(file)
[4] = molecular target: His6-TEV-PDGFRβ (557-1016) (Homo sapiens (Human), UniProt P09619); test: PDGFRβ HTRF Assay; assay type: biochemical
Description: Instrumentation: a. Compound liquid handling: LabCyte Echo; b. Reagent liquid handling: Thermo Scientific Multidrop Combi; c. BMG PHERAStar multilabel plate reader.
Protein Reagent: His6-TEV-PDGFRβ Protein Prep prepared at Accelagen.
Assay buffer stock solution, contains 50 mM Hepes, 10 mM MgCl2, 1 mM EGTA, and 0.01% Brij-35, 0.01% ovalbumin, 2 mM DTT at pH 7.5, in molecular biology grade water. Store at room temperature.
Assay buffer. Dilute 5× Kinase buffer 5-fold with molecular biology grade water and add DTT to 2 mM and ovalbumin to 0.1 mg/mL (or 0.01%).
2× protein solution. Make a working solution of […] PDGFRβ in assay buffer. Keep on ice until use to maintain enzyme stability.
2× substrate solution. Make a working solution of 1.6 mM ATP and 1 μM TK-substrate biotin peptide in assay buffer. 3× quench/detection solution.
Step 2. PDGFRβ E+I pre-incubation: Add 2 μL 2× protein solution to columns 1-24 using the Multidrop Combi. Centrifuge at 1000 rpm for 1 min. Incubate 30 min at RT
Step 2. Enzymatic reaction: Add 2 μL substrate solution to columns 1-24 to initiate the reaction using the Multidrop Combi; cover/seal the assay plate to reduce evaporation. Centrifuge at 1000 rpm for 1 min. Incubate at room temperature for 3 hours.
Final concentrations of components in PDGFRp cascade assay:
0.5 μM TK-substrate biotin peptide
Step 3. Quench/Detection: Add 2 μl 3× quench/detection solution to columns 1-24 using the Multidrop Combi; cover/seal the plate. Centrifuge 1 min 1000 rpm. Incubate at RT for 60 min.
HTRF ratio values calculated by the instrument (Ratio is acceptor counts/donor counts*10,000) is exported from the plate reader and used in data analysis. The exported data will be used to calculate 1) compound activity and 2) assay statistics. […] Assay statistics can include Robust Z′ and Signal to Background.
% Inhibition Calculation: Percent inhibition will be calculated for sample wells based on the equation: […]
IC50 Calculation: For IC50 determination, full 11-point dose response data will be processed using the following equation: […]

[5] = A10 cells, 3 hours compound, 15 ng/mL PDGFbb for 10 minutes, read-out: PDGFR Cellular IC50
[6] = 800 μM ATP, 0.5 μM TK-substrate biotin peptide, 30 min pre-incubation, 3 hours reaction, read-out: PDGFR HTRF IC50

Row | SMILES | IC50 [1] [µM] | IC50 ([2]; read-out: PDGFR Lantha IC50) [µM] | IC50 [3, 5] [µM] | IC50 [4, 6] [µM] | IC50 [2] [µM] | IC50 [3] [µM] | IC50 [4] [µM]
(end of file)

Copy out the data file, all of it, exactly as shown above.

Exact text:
[4] = molecular target: His6-TEV-PDGFRβ (557-1016) (Homo sapiens (Human), UniProt P09619); test: PDGFRβ HTRF Assay; assay type: biochemical
Description: Instrumentation: a. Compound liquid handling: LabCyte Echo; b. Reagent liquid handling: Thermo Scientific Multidrop Combi; c. BMG PHERAStar multilabel plate reader.
Protein Reagent: His6-TEV-PDGFRβ Protein Prep prepared at Accelagen.
Assay buffer stock solution, contains 50 mM Hepes, 10 mM MgCl2, 1 mM EGTA, and 0.01% Brij-35, 0.01% ovalbumin, 2 mM DTT at pH 7.5, in molecular biology grade water. Store at room temperature.
Assay buffer. Dilute 5× Kinase buffer 5-fold with molecular biology grade water and add DTT to 2 mM and ovalbumin to 0.1 mg/mL (or 0.01%).
2× protein solution. Make a working solution of […] PDGFRβ in assay buffer. Keep on ice until use to maintain enzyme stability.
2× substrate solution. Make a working solution of 1.6 mM ATP and 1 μM TK-substrate biotin peptide in assay buffer. 3× quench/detection solution.
Step 2. PDGFRβ E+I pre-incubation: Add 2 μL 2× protein solution to columns 1-24 using the Multidrop Combi. Centrifuge at 1000 rpm for 1 min. Incubate 30 min at RT
Step 2. Enzymatic reaction: Add 2 μL substrate solution to columns 1-24 to initiate the reaction using the Multidrop Combi; cover/seal the assay plate to reduce evaporation. Centrifuge at 1000 rpm for 1 min. Incubate at room temperature for 3 hours.
Final concentrations of components in PDGFRp cascade assay:
0.5 μM TK-substrate biotin peptide
Step 3. Quench/Detection: Add 2 μl 3× quench/detection solution to columns 1-24 using the Multidrop Combi; cover/seal the plate. Centrifuge 1 min 1000 rpm. Incubate at RT for 60 min.
HTRF ratio values calculated by the instrument (Ratio is acceptor counts/donor counts*10,000) is exported from the plate reader and used in data analysis. The exported data will be used to calculate 1) compound activity and 2) assay statistics. […] Assay statistics can include Robust Z′ and Signal to Background.
% Inhibition Calculation: Percent inhibition will be calculated for sample wells based on the equation: […]
IC50 Calculation: For IC50 determination, full 11-point dose response data will be processed using the following equation: […]

[5] = A10 cells, 3 hours compound, 15 ng/mL PDGFbb for 10 minutes, read-out: PDGFR Cellular IC50
[6] = 800 μM ATP, 0.5 μM TK-substrate biotin peptide, 30 min pre-incubation, 3 hours reaction, read-out: PDGFR HTRF IC50

Row | SMILES | IC50 [1] [µM] | IC50 ([2]; read-out: PDGFR Lantha IC50) [µM] | IC50 [3, 5] [µM] | IC50 [4, 6] [µM] | IC50 [2] [µM] | IC50 [3] [µM] | IC50 [4] [µM]